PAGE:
Guide to Running in the Heat

Thus far, it appears I couldn’t have worse timing for my second half marathon:

Actually, yes. It could always be worse. The high on Saturday could be in the 100’s rather the 90’s and there could be clear skies rather than the cooler shade that an overcast sky will (hopefully) provide. Here in the South, the Summer temperatures mixed with high humidity levels create an environment similar to that of a South American jungle. Seriously, this weather is not for the faint-hearted. And running in this weather? Well that’s just crazy.

But us crazies, it seems that we are die-hards. Rain, snow, and apparently blanketing humid heat cannot keep us out of our sneakers and off the pavement. This requires a level of commitment of course, and said commitment doesn’t come without warnings.

After signing up for the race, and running a very few and scattered short runs, I made it priority to extensively research running in the heat, how it effects you, and the best ways to deal with it.Don’t get me wrong, summer is my favorite season and more often than not, you can find me outside enjoying the boat days and poolsides that accompany it. However, exerting oneself in high heat & humidity without taking proper precautions can actually be pretty dangerous. So to avoid all that nonsense, lets review shall we?

When we run our body temperature rises and we produce sweat as a mechanism to cool down our skin. Sweat does not cool the skin down, the evaporation of it does. When your body is enveloped with high humidity, this decreases your ability to “chill out” resulting in a more exhausting run then say, if you were running in more arid conditions. As you sweat, your body loses fluid that needs to be replaced – this is where the dehydration factor becomes an issue. So not only do we have the potential problems of overheating, we’ve got to deal with ensuring that we are properly hydrated before, during, and after our run. This can be a pain literally and figuratively, but I’ve got a few tips up my moisture-wicking sleeve that will hopefully aid in the learning process:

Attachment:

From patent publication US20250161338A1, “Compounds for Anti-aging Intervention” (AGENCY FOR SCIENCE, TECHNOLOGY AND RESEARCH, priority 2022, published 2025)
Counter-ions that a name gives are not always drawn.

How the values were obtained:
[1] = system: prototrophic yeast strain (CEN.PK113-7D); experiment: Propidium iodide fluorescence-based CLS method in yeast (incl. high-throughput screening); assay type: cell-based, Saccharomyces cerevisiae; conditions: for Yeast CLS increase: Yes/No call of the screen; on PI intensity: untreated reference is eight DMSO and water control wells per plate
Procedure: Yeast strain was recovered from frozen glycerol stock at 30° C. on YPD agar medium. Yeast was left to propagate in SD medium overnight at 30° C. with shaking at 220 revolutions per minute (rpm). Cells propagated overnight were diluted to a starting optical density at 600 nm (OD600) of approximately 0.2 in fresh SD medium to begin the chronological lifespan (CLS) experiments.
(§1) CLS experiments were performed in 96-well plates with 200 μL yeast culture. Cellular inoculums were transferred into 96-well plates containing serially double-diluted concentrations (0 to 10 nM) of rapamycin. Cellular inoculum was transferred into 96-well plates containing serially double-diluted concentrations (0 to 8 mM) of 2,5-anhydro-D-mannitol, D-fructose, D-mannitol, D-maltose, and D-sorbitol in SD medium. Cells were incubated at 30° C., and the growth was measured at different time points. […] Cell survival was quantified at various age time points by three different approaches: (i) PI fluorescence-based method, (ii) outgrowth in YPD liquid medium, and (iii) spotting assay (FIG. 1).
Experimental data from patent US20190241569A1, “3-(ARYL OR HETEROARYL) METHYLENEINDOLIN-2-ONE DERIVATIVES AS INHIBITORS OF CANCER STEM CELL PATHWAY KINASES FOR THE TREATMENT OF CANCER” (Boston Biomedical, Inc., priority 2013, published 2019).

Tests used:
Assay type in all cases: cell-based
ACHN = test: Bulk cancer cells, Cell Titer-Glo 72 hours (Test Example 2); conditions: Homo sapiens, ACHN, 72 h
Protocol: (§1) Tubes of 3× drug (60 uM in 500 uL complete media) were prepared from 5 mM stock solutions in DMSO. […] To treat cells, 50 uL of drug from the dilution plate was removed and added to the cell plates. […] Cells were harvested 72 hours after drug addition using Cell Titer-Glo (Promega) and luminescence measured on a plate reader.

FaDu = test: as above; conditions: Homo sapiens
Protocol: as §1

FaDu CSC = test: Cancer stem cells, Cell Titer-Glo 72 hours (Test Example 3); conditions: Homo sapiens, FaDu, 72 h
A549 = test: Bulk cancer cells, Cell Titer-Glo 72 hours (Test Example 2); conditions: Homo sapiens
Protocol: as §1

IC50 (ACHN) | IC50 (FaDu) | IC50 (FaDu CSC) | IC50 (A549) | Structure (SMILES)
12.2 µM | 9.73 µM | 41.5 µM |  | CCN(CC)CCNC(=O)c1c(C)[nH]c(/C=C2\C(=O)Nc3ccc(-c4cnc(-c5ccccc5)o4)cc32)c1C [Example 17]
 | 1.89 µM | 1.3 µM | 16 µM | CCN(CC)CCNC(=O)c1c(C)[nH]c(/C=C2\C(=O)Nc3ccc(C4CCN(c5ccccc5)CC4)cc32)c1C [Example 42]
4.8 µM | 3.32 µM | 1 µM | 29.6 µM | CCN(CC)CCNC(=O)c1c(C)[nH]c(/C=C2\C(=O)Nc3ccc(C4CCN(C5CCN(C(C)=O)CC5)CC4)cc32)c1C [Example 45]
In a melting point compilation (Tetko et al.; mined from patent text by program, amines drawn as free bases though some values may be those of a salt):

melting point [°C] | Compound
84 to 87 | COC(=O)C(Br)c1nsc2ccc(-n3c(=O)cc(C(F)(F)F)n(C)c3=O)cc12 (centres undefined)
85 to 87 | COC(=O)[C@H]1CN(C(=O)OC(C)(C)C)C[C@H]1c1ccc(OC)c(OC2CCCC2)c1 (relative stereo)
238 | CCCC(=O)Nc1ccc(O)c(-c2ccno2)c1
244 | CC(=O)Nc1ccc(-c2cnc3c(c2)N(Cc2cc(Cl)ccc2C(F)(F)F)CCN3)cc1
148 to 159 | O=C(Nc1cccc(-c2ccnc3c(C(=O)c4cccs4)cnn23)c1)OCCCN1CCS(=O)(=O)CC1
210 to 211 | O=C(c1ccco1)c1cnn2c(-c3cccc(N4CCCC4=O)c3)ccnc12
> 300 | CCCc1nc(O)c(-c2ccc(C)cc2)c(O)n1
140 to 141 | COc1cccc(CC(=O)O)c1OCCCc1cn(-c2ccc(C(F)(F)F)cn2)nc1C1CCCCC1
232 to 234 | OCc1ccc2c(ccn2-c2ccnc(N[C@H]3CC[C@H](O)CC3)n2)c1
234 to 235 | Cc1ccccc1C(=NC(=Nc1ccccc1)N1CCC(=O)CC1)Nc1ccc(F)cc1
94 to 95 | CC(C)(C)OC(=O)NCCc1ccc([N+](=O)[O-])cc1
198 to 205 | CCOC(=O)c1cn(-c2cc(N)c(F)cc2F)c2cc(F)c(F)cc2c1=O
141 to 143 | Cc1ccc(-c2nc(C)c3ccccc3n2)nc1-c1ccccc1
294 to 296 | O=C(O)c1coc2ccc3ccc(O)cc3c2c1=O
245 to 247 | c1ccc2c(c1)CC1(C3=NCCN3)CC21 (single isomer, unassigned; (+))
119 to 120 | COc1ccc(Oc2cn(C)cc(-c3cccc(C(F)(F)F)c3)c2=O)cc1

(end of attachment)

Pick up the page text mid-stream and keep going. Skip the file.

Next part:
Running in the heat!


First things first – prevent the problem before it starts and adequately hydrate. A lot. But not too much because that can cause all kinds of other issues. See? This whole thing is a balancing act that needs to be handled with care. But for real, you need to make sure you drink, probably more than what you think. We are looking for light yellow pee here people, not deep orange road cone pee. If know you are going for a long run, start prepping the day before, making it a point to drink a good amount of water. During the run, take sips as necessary. I’ve been one to go for long runs (12 miles) without water only to find myself nausous later in the day due to dehydration. In fact, I even went out and got one of these fancy little guys: